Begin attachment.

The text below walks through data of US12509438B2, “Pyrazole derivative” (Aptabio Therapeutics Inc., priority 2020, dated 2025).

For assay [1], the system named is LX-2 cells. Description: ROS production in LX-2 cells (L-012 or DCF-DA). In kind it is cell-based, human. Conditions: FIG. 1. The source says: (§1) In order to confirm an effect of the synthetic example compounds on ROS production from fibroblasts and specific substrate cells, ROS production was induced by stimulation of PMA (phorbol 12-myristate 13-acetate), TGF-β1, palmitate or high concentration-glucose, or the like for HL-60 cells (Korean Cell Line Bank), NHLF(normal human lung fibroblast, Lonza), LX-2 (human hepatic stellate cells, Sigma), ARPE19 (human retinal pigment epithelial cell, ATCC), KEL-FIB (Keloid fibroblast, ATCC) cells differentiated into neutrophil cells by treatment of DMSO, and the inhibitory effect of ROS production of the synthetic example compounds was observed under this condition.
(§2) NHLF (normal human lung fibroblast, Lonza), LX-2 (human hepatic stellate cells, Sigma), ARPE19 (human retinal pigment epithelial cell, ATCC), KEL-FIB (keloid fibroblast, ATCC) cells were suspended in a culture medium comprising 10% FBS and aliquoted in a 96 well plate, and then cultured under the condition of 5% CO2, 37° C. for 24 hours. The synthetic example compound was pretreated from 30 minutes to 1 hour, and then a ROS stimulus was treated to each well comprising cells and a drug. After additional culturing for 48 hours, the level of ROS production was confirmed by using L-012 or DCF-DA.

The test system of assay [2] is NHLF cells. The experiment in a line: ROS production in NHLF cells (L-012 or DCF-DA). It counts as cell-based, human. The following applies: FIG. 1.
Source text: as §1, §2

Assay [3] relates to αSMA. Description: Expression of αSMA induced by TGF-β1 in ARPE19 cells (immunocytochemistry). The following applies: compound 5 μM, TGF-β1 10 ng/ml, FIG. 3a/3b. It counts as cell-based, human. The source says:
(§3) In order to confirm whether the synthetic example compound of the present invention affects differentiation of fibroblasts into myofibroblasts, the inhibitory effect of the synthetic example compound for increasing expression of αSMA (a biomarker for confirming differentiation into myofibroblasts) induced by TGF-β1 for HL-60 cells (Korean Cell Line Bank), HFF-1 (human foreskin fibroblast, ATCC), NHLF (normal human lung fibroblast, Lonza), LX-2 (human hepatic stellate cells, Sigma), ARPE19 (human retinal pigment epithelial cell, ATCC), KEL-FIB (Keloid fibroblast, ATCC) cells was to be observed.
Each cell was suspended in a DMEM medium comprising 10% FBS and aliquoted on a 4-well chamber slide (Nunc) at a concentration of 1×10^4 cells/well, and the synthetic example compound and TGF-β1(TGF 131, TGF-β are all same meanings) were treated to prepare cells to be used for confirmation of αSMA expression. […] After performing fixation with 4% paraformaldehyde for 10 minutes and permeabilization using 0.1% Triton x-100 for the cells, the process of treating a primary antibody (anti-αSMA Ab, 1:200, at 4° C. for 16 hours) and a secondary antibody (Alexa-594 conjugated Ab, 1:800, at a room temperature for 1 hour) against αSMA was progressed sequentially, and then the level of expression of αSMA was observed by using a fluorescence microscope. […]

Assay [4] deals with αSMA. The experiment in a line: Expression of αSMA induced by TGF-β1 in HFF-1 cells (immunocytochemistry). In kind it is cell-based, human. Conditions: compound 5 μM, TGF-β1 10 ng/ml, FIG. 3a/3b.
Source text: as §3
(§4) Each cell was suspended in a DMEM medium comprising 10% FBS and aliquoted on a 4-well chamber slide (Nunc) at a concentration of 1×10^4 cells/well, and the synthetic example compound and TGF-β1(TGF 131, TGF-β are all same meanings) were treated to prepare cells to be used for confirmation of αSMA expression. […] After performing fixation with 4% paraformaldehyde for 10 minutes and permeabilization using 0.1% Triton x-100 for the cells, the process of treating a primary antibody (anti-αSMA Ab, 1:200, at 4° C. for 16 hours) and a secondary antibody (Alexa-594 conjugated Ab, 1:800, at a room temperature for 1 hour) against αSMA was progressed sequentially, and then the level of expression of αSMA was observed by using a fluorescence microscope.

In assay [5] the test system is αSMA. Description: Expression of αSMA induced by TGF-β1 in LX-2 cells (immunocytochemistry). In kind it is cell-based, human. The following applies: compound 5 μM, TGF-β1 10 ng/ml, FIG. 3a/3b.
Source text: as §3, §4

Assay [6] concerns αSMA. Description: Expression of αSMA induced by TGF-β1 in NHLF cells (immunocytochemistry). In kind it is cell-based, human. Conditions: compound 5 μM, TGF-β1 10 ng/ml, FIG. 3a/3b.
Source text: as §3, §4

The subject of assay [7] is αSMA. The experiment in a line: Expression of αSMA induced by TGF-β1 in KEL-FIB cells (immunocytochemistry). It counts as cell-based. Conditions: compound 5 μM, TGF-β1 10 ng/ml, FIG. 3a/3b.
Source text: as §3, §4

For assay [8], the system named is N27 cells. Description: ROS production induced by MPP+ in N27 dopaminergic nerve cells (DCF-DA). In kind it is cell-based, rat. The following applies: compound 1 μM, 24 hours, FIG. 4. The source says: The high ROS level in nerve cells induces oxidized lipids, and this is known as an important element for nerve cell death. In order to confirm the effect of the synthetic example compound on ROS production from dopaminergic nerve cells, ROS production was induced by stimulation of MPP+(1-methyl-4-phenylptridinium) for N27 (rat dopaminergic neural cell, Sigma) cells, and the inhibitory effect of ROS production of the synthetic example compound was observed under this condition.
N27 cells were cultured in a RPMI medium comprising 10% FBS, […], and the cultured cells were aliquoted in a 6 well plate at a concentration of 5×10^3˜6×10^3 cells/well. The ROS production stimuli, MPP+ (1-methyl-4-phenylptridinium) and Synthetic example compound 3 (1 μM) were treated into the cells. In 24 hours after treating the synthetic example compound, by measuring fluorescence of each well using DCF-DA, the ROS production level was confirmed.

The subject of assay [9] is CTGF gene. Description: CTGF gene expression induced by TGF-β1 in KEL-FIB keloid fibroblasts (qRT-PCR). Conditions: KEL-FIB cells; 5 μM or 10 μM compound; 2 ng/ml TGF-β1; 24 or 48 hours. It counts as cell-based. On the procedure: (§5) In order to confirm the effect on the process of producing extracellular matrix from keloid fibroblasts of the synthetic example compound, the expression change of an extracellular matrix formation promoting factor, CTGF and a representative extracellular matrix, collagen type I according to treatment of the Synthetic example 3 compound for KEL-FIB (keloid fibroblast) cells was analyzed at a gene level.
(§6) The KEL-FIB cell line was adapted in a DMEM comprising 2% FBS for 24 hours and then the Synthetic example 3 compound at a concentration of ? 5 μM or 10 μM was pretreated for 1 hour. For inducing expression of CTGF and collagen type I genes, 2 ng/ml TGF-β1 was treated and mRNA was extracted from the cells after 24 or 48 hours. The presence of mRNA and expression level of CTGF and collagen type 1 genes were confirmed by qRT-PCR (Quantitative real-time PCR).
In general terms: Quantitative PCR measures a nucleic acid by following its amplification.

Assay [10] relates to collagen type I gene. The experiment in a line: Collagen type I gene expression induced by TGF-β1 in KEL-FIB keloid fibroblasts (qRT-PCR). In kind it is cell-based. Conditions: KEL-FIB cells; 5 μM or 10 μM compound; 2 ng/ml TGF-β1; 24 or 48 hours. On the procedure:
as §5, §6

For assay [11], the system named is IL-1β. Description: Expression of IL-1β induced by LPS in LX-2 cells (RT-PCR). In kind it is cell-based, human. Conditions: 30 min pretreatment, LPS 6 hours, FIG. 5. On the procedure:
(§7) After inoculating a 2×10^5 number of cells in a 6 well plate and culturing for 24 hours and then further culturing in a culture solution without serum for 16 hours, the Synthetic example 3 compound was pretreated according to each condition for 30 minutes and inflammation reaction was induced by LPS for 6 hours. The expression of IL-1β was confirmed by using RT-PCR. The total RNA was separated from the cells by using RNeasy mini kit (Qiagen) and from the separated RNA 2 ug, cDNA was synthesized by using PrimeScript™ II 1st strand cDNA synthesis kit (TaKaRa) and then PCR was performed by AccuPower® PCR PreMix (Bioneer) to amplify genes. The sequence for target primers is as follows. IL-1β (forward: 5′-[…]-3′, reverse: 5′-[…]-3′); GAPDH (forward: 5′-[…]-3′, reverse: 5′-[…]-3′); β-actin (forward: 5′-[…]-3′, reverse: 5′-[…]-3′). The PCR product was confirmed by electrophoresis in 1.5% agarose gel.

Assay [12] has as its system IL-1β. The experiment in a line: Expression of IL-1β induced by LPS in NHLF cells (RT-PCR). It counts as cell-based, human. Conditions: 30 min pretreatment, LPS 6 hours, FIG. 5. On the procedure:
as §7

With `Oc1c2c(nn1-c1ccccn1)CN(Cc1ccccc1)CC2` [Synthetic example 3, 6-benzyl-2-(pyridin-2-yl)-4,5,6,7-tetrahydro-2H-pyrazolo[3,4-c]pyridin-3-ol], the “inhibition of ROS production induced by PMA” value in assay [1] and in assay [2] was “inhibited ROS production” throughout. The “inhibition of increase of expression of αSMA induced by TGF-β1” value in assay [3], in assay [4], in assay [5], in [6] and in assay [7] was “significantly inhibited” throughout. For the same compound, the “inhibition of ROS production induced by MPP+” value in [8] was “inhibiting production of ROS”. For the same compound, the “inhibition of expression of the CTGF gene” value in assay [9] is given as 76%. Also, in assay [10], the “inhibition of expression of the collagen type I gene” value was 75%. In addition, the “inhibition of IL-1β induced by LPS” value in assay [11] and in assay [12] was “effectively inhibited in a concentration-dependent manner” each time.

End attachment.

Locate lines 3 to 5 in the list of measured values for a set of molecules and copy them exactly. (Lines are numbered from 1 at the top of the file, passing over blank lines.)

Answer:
(§2) NHLF (normal human lung fibroblast, Lonza), LX-2 (human hepatic stellate cells, Sigma), ARPE19 (human retinal pigment epithelial cell, ATCC), KEL-FIB (keloid fibroblast, ATCC) cells were suspended in a culture medium comprising 10% FBS and aliquoted in a 96 well plate, and then cultured under the condition of 5% CO2, 37° C. for 24 hours. The synthetic example compound was pretreated from 30 minutes to 1 hour, and then a ROS stimulus was treated to each well comprising cells and a drug. After additional culturing for 48 hours, the level of ROS production was confirmed by using L-012 or DCF-DA.

The test system of assay [2] is NHLF cells. The experiment in a line: ROS production in NHLF cells (L-012 or DCF-DA). It counts as cell-based, human. The following applies: FIG. 1.
Source text: as §1, §2